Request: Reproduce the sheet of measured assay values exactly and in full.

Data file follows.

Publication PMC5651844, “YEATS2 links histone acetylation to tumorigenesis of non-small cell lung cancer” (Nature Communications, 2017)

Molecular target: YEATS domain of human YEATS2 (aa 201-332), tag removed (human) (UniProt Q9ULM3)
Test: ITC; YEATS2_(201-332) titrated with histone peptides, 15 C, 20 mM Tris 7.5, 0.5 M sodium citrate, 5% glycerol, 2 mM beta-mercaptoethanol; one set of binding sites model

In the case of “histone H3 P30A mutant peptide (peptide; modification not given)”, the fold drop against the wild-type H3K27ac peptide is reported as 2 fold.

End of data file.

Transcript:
Publication PMC5651844, “YEATS2 links histone acetylation to tumorigenesis of non-small cell lung cancer” (Nature Communications, 2017)

Molecular target: YEATS domain of human YEATS2 (aa 201-332), tag removed (human) (UniProt Q9ULM3)
Test: ITC; YEATS2_(201-332) titrated with histone peptides, 15 C, 20 mM Tris 7.5, 0.5 M sodium citrate, 5% glycerol, 2 mM beta-mercaptoethanol; one set of binding sites model

In the case of “histone H3 P30A mutant peptide (peptide; modification not given)”, the fold drop against the wild-type H3K27ac peptide is reported as 2 fold.